We asked our Director, Senior Producer and Marketing & Sales Manager at Mission Control their experience of telling a good story for video. Here is what they had to say:
Briar (Senior Producer)
I was reading a marketing report sometime last year that featured the quote:
“Humans talk in words, think in pictures and learn from stories.”
I am still yet to find the origins of the quote and wouldn’t for the life of me be able to remember which report it was in…but I have had it stuck on a bright orange post-it note on my computer ever since.
Those who know me well know that I am a serial learner – if I don’t know how to do something…consider the challenge accepted! So, when I read this quote, my love for storytelling suddenly made a lot of sense.
Storytelling is such a key part of learning and has always been fundamental to human development – even the cavemen did it!
It has been proven time and time again that people are much more likely to engage with information if it has come in the form of a story. Even the things that most people find mundane are fascinating to me – sometimes, those are the most interesting stories!
I love being in the business of storytelling. It may sound like a cliche but it’s absolutely true – everybody has a story worth sharing.
Lisa (Marketing and Sales Manager)
People are engaged or act, when they’ve been told the full story (in brief). Our clients customers ask – what are these people like, do we trust them, are they speaking to me in my language. Is it real or just for the cameras? Once they hear the story (when it is told honestly), they do the old ‘aha’, breathe out, and engage!.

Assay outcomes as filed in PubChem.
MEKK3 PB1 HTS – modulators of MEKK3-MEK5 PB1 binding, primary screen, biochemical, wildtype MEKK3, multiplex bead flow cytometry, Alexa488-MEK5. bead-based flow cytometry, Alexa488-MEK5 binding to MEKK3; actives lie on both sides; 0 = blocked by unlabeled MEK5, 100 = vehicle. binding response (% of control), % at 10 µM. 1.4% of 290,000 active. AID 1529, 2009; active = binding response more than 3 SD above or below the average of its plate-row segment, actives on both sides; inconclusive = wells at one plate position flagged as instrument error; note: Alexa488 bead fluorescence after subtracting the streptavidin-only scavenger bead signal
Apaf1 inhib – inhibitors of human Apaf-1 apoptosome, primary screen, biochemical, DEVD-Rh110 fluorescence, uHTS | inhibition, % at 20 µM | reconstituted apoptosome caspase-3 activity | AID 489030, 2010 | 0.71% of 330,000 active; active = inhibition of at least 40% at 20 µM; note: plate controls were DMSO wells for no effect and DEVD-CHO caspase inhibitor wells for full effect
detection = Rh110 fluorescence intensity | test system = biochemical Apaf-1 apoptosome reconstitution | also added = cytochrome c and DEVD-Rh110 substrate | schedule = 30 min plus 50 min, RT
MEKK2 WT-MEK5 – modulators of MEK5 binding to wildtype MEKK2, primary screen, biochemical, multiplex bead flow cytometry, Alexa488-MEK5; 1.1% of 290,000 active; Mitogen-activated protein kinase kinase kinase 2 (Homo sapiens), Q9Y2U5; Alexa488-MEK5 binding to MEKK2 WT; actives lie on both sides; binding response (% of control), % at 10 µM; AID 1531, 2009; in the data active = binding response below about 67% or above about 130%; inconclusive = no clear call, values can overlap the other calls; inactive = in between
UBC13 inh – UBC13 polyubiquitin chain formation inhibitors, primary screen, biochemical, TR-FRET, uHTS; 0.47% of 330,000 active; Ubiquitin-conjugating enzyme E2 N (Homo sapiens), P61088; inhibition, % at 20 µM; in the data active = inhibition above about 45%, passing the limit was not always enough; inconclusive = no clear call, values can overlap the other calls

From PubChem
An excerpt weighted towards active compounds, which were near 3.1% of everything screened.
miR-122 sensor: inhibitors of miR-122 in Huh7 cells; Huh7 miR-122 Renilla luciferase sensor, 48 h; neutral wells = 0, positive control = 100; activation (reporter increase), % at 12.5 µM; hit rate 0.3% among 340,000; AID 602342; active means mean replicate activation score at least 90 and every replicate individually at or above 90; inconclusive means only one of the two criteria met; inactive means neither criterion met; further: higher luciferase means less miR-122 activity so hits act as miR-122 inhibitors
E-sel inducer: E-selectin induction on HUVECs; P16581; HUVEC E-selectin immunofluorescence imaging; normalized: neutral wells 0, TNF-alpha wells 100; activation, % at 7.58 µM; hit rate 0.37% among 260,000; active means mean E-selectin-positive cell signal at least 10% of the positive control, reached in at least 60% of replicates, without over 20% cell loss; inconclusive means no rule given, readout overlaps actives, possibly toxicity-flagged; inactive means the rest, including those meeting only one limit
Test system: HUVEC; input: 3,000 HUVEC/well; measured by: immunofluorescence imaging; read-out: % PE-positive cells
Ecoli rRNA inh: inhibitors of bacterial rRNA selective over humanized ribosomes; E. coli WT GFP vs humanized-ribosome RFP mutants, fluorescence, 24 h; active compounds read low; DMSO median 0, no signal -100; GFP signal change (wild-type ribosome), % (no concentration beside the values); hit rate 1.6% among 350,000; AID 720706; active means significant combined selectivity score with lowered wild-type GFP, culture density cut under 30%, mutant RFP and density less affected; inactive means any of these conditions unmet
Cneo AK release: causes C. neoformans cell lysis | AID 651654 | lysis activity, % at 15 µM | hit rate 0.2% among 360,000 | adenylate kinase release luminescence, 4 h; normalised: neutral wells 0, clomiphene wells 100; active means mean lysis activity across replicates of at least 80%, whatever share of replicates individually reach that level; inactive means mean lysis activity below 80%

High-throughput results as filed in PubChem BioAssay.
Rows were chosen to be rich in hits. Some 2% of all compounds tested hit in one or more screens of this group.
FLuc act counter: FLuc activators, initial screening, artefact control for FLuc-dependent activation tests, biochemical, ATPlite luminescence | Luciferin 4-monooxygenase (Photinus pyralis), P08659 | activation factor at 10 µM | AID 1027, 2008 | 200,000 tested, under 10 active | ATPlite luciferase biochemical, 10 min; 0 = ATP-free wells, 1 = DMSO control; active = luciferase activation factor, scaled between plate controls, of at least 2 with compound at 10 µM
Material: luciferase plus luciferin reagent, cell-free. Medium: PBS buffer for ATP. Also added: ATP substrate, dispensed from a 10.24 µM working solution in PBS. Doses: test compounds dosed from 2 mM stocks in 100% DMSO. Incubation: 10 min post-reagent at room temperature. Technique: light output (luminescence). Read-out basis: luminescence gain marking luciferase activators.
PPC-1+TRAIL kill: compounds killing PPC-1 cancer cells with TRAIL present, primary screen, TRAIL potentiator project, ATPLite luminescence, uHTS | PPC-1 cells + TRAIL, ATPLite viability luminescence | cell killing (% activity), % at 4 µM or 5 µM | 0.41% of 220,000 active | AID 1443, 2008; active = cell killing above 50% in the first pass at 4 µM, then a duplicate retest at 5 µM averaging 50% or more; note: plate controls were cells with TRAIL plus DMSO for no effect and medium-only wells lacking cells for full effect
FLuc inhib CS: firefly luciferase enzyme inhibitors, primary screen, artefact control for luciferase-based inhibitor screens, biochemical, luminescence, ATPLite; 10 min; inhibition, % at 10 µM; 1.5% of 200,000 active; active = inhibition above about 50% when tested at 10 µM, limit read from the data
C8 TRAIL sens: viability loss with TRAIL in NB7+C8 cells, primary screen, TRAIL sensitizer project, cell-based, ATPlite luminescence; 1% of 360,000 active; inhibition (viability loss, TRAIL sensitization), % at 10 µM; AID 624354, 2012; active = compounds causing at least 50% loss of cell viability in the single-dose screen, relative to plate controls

This story can be straightforward or delivered in a super creative way.
We know that when people are ‘moved’ by some emotion, they buy in quicker and more deeply into your brand or product or message.
This is where having a top class Director is key – often people have a good story, but struggle to tell it in front of a big camera sticking in their face. It is absolutely imperative that the Director knows how to bring the best out of everyone in front of the camera.
A more recent example was our client Red Shoots – they had a story to tell and a good one. But one of the owners was sick to the stomach about being in the front of the camera – our Director got in there and got them in such a space that the video is warm, inviting, funny and definitely engaging!
Since Briar and Lisa have done such a great job at stealing all the things I was going to write about, I thought I would just add this little nugget of advice. It’s small, but can have big changes to the storytelling of a video.
Keep it simple! Don’t overload your audience with information. Some clients will want to hit off ten key selling points about their business, when they should just be talking about one or two. Audiences will mentally switch off, and the actual important bits will get lost in all the noise.
People only remember one or two things when a video finishes anyway, so you should really think deeply about what you want people to remember and make sure you tell those things really well.
We’ve all been to a conference where the keynote speaker talks for an hour, but when they leave the stage, you only remember a couple of the things they’ve said. It’s the same for video. And much more so when your video is only a minute or two long.
It’s tempting to think that putting more ideas into a video will make the video better, but the complete opposite is true. If you end up with a video that is trying to cram in ten things, the audience will leave confused. If your video says two things really well, the audience will actually take away what you want them to. Any other information should be in a different video, or on a website page. With attention spans getting shorter and shorter, this becomes more important every day.